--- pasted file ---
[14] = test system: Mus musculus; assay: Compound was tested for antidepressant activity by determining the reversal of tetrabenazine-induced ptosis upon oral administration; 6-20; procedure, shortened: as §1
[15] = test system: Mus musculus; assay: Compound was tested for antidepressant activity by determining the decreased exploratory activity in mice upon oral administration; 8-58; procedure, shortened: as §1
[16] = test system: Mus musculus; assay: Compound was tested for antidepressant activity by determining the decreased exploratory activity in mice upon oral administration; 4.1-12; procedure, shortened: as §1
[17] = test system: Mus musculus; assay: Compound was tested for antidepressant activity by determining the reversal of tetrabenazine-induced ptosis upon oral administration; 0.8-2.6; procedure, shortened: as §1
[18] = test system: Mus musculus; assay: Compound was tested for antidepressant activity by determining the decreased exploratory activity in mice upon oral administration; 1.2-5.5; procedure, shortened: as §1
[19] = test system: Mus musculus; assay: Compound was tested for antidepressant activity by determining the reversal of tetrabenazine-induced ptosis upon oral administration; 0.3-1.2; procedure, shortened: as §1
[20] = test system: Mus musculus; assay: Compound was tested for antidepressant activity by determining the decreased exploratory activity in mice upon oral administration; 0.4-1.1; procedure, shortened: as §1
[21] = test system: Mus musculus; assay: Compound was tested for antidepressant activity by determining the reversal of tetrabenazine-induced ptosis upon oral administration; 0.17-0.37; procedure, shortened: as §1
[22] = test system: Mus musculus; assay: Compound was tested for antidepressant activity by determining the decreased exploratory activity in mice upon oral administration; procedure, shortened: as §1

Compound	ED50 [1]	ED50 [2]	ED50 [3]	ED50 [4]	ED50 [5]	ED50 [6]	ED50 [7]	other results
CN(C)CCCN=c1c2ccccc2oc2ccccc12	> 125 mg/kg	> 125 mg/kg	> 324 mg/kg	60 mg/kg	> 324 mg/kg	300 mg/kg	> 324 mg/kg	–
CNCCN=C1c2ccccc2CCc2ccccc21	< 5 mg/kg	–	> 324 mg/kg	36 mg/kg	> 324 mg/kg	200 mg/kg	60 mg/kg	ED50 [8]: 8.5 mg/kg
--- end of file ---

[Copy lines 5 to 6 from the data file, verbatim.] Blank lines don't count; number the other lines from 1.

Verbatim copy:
[18] = test system: Mus musculus; assay: Compound was tested for antidepressant activity by determining the decreased exploratory activity in mice upon oral administration; 1.2-5.5; procedure, shortened: as §1
[19] = test system: Mus musculus; assay: Compound was tested for antidepressant activity by determining the reversal of tetrabenazine-induced ptosis upon oral administration; 0.3-1.2; procedure, shortened: as §1